He began the second day of the event on the docks again, but after managing to catch only a couple of keepers, he went to his backup bank, and everything changed from there.  “I was able to catch a 17 to 18-pound limit including my 7-pound, 10-ounce big bass,” he said.  “The 7-10 gave me all kinds of confidence in the area, and it made it easy for me to go there the next day.”  The spot also gave him a slim lead going into the final day.

His spot had still been kept largely a secret for the first two days, but he would be greeted with a crowd of nearly 100 spectator boats.  “I pretty much had to stick to my guns and that area all day because too many people knew where I was,” he said.  “I had a good day; they didn’t come fast, but they came steady.”

His day included the only bass he weighed in that wasn’t caught on the tube.  “I had a bite and when I set the hook, I rolled the fish over, but didn’t hook it,” he said.  “I pitched back in there with the tube, and it didn’t bite again, but when I went back in there with a worm, it bit, and I caught it.”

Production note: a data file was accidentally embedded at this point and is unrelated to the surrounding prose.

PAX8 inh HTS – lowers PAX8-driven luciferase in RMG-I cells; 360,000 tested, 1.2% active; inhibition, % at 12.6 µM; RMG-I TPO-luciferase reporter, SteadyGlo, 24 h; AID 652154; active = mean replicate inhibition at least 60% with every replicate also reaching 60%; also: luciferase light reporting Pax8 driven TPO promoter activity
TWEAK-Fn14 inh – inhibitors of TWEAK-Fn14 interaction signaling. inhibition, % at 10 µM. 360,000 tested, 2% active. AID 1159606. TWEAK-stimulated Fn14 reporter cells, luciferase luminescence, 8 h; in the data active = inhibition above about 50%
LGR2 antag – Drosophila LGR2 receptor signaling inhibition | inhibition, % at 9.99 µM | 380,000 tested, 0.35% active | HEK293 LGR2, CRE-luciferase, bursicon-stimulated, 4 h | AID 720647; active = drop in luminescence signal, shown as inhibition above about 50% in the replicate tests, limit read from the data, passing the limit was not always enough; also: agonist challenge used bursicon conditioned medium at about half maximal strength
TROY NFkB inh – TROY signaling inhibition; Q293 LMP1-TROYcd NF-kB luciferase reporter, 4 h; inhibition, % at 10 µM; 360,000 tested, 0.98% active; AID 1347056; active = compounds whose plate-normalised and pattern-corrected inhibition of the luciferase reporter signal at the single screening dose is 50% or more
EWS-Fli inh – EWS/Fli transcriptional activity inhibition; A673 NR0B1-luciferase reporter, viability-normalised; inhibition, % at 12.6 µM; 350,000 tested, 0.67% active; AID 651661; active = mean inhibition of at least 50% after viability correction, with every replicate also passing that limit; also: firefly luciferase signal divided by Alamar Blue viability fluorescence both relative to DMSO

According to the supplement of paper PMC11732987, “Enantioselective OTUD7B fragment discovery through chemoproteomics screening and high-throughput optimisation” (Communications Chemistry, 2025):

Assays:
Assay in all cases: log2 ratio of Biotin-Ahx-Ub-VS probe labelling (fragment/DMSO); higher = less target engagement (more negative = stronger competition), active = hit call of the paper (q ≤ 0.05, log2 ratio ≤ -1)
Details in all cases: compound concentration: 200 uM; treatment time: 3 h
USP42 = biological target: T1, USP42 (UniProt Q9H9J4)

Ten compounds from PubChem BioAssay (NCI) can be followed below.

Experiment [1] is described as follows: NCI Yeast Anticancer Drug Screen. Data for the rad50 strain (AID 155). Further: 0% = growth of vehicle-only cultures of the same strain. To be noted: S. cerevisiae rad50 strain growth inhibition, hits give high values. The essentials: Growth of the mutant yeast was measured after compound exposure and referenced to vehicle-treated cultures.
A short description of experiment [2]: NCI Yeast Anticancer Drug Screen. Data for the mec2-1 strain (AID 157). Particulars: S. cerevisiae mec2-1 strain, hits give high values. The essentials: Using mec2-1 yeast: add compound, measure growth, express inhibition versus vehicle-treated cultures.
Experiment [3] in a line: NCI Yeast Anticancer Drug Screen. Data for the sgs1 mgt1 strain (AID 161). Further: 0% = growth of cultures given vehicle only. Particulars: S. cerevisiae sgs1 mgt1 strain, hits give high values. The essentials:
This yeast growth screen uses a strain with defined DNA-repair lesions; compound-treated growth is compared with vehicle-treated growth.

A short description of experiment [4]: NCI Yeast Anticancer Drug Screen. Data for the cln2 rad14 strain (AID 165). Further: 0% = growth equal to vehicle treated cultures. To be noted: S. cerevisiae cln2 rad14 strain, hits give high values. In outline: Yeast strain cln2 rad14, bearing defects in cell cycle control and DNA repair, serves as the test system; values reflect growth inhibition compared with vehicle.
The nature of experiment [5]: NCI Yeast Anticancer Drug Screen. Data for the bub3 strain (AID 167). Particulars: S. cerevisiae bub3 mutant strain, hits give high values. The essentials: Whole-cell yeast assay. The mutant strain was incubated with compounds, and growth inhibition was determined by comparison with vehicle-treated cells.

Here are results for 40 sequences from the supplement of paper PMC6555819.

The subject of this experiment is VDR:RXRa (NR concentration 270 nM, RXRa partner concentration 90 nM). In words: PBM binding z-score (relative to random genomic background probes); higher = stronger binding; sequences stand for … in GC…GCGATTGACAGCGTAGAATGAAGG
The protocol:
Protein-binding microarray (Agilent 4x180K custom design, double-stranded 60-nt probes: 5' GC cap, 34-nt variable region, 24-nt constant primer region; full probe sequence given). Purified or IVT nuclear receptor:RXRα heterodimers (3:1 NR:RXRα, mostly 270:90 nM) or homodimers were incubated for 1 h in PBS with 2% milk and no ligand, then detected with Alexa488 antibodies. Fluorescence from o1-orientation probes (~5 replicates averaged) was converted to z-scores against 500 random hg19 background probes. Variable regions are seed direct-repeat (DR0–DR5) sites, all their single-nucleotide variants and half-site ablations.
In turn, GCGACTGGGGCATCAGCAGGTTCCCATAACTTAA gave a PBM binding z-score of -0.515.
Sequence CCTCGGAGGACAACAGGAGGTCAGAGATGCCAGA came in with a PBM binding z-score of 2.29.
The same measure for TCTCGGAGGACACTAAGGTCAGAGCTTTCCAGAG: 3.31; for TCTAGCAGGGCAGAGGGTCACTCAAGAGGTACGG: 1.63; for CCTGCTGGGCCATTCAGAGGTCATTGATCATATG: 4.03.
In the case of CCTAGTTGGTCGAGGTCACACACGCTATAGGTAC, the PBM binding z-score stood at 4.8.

He arrived at the arena with a solid limit to push his total weight to 46 pounds, 3 ounces, allowing him to beat second place finisher George Cochran by 9 pounds, 15 ounces.   The win was Brauer’s first Classic title after an already long and successful career.

1998 Bassmaster Classic Top Five
1. Denny Brauer Camdenton, Mo. 46-03
2. George, Cochran Hot Springs, Ark. 36-04
3. Randy Blaukat Joplin, Mo. 35-02
4. Mike Reynolds Modesto, Calif. 35-01
5. Rick Clunn Glorieta, N.M. 30-04


Denny and Shirley Brauer 1998 Bassmaster Classic Parade Lap – photo courtesy B.A.S.S.

Wrap Up: